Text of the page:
Trump says interior secretary Ryan Zinke to leave in latest high-profile departure

Mr Ryan Zinke's departure comes amid numerous ethics investigations into his business dealings, travel and policy decisions.
Mr Ryan Zinke's departure comes amid numerous ethics investigations into his business dealings, travel and policy decisions.PHOTO: EPA-EFE

WASHINGTON (NYTIMES, WASHINGTON POST, REUTERS) - US President Donald Trump said in a tweet on Saturday (Dec 15) that Mr Ryan Zinke, the secretary of the Interior Department and a key figure in the president's sweeping plan to reshape the nation's environmental framework, would leave the administration at the end of the year.

“Ryan has accomplished much during his tenure and I want to thank him for his service to our Nation,” Trump said on Twitter.

“The Trump administration will be announcing the new secretary of the Interior next week,” he added.

Mr Zinke, 57, has run the Interior Department overseeing America’s vast public lands since early 2017.

He has pursued Trump’s agenda to promote oil drilling and coal mining by expanding federal leasing, cutting royalty rates, and easing land protections. He was among Trump’s most active Cabinet members, cutting huge wilderness national monuments in Utah to a fraction of their size and proposing offshore oil drilling in the Arctic, Pacific and Atlantic.

He became a darling of the US energy and mining industries and a prime target for conservationists and environmental groups.

Mr Zinke's departure comes amid numerous ethics investigations into his business dealings, travel and policy decisions.

Mr Zinke grew up in Whitefish, Montana, a timber and tourism town at the edge of Glacier National Park.

When he took charge of the Interior Department, he promised that his youth in the West would help him balance conservation and extraction on the land in his care.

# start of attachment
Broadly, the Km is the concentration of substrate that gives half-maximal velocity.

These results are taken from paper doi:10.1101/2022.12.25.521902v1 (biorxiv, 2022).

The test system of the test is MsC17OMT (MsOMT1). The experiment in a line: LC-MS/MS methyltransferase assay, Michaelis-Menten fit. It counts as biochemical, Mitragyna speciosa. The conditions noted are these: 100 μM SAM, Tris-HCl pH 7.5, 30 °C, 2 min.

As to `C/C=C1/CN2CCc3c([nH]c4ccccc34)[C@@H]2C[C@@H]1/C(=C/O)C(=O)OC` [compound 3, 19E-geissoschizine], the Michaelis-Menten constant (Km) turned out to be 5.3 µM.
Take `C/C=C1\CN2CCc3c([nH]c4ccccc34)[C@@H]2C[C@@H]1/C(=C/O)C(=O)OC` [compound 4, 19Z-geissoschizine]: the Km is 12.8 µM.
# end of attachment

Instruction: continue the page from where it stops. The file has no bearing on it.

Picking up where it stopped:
Much of that land is in the West, and it includes the national parks and monuments that have become the nation's environmental icons.

With his flashy leadership style and aggressive approach to deregulation, Mr Zinke had largely escaped the public thrashing that Mr Trump has directed at other cabinet members. But in recent weeks the president had signalled that the secretary's tenure might be coming to end, possibly as a result of the ethics inquiries.

"I do want to study whatever is being said," Mr Trump said at a news conference on Nov. 7, referring to the investigations into Mr Zinke.


"I think he's doing an excellent job, but we will take a look at that, and we'll probably have an idea on that in about a week."

Mr Zinke was considered a surprise choice for the position. He had reportedly gained favor with Donald Trump Junior, because, like the president's son, he is an avid game hunter.

Mr Zinke is the latest Trump official to exit an administration beset by questions of ethical conflict. And his departure comes as Mr Trump suggests he will further shake up his White House.

In early November, the president fired Attorney General Jeff Sessions, replacing him with a loyalist who will now take charge of the inquiry into Russian interference in the 2016 presidential election.

Mr Zinke, a former Montana congressman and member of the Navy SEALs best known for riding an Irish sport horse through Washington on his first day in office, oversaw mineral extraction and conservation on roughly 500 million acres of public land.

He had become the subject of several federal investigations, one of which his department's top watchdog has referred to the Justice Department, a potential step towards a criminal investigation.

The inquiries include an examination of a real estate deal involving Mr Zinke's family and a development group backed by the Halliburton chairman David J. Lesar. Mr. Zinke stood to benefit from the deal, while Mr Lesar's oil services company stood to benefit from Mr Zinke's decisions on fossil fuel production.

Mr Zinke has repeatedly denied wrongdoing. "I followed every procedure, every policy, every rule, and most importantly I followed the law," he said in an interview in April.